• What is the cause of FSHD2? Patients with FSHD2 are clinically indistinguishable from FSHD1 patients and show comparable chromatin changes in D4Z4, independent of repeat contraction. It is currently not known what causes these changes in D4Z4 chromatin structure.
  • What creates the bursts of DUX4 expression? Approximately 1:1,000 FSHD muscle nuclei shows robust expression of DUX4. It is currently unknown what causes these bursts of expression.
  • What is the function of DUX4? DUX4 is highly conserved and robustly expressed in testis, most likely germline. It contains two homeoboxes suggesting that it can bind DNA and may act as a transcription factor. However, its function, and how it confers toxicity to the muscle is as yet poorly understood.
  • Can we treat FSHD? Assuming that leaky expression of DUX4 is causal to FSHD, it is imperative to pursue strategies to interfere with DUX4 expression in muscle with the objective to ameliorate the disease. These may include RNA interference strategies, ways to silence the DUX4 locus, or molecules that neutralize DUX4 toxicity.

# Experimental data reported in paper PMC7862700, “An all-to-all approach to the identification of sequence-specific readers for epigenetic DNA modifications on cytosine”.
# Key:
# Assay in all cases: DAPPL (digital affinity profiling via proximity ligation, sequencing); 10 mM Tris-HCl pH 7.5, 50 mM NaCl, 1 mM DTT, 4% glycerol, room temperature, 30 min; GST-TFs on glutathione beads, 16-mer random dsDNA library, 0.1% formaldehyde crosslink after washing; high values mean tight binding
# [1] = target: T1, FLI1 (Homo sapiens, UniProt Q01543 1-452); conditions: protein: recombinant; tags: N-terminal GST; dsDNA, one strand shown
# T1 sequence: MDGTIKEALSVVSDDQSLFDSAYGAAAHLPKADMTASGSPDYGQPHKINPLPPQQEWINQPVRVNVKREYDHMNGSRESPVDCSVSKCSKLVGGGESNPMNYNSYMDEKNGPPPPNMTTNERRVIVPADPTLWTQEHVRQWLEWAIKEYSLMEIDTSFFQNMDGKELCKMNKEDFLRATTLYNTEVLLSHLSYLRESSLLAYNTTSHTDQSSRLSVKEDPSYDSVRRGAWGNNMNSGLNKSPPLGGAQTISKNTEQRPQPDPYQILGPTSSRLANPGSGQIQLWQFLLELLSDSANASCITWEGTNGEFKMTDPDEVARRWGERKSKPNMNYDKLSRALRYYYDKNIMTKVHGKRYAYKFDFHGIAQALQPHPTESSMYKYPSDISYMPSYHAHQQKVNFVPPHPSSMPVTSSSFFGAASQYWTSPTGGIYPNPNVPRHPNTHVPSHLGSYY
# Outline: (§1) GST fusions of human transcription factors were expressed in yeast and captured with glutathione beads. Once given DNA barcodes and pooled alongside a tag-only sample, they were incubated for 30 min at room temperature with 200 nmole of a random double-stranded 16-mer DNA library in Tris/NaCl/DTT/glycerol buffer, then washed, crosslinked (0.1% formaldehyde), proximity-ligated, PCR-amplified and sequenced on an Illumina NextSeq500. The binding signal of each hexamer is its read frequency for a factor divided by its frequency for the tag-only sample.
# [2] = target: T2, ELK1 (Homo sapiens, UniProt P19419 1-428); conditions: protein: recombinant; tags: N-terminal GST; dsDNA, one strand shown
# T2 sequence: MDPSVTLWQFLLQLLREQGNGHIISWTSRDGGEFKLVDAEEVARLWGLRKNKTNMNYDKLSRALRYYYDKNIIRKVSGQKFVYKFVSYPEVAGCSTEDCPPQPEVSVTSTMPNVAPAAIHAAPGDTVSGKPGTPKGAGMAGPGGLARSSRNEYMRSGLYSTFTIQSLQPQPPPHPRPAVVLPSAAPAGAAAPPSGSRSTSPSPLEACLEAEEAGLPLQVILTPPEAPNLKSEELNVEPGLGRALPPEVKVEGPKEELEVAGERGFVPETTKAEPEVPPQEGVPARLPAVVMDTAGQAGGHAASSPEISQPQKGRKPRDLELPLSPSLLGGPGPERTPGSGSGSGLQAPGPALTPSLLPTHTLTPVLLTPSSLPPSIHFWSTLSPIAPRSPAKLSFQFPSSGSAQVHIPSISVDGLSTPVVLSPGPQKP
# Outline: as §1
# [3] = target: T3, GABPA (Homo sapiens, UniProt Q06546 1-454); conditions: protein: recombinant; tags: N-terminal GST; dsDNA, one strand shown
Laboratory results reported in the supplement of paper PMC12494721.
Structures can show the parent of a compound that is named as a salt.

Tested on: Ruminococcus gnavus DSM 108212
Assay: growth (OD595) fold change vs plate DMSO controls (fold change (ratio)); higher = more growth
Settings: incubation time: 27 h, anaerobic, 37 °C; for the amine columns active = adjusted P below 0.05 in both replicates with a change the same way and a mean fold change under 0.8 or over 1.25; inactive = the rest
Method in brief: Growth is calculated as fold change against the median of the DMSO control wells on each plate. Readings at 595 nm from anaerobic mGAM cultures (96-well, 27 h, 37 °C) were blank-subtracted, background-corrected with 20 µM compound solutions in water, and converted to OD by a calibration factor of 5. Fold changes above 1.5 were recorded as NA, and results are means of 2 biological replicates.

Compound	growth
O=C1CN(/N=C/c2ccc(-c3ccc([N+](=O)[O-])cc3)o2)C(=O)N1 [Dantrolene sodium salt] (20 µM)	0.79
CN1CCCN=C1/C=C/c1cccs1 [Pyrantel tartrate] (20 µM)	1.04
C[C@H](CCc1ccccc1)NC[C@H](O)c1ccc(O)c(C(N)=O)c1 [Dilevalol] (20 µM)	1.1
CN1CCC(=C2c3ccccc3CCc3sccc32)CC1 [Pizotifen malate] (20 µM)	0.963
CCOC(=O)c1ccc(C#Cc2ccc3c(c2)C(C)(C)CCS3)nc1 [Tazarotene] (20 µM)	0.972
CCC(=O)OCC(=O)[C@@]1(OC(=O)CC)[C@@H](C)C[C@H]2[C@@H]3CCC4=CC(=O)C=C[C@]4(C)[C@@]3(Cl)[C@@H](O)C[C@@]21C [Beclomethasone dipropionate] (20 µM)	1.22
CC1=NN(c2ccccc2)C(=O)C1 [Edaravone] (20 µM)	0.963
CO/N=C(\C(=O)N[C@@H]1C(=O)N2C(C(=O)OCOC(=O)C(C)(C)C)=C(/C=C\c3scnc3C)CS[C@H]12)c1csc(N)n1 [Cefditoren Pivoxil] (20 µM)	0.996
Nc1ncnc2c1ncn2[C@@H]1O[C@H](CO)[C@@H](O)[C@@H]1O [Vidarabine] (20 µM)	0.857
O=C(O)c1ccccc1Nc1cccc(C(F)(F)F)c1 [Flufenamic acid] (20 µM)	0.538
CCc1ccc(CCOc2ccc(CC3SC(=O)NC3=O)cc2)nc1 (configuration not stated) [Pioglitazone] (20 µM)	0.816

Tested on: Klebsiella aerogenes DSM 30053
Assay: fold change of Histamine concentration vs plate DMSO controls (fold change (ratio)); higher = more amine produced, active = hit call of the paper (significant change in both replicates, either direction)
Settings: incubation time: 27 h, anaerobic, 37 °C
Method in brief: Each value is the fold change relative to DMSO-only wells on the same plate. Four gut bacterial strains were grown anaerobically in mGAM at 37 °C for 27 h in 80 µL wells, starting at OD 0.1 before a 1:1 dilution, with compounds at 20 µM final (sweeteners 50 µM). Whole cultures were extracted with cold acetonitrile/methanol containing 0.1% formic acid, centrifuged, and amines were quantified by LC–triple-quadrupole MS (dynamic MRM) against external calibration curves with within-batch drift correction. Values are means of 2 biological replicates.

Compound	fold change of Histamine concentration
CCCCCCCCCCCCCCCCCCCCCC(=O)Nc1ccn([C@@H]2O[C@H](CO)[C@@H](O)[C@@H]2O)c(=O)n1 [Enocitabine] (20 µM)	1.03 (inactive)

The major form of FSHD (FSHD1: MIM # 158900) is autosomal dominantly transmitted with linkage to the subtelomere of chromosome 4q [3]. The FSHD1 locus was mapped in 1990 [4], the first genetic condition to be mapped with polymorphic microsatellite repeats, and the nature of the genetic defect was resolved in 1993 [5]. Nevertheless, its pathogenic mechanism remains somewhat elusive. This review focuses on recent developments that establish FSHD as the first example of a human disease caused by the inefficient repression of a retrogene array.

FSHD is a repeat disease

FSHD1 is caused by a contraction of the highly polymorphic D4Z4 macrosatellite repeat (MSR) in chromosome 4q (Box 3, Figure 1) [6]. The D4Z4 macrosatellite repeat is located approximately 40–60 kb proximal to the telomere repeat and varies between 11 and >100 copies of D4Z4 units in the unaffected population [67]. The D4Z4 repeat unit is defined as a 3.3 kb KpnI fragment, and multiple units are ordered head-to-tail to form the D4Z4 repeat array. Most patients with FSHD1 have a partial and internal deletion of the repeat array leaving only 1–10 units on one of their chromosomes 4. It is believed that at least one unit of D4Z4 is necessary to develop FSHD, as monosomy of 4q does not cause FSHD [8].

Box 3Repeat sequences in the human genome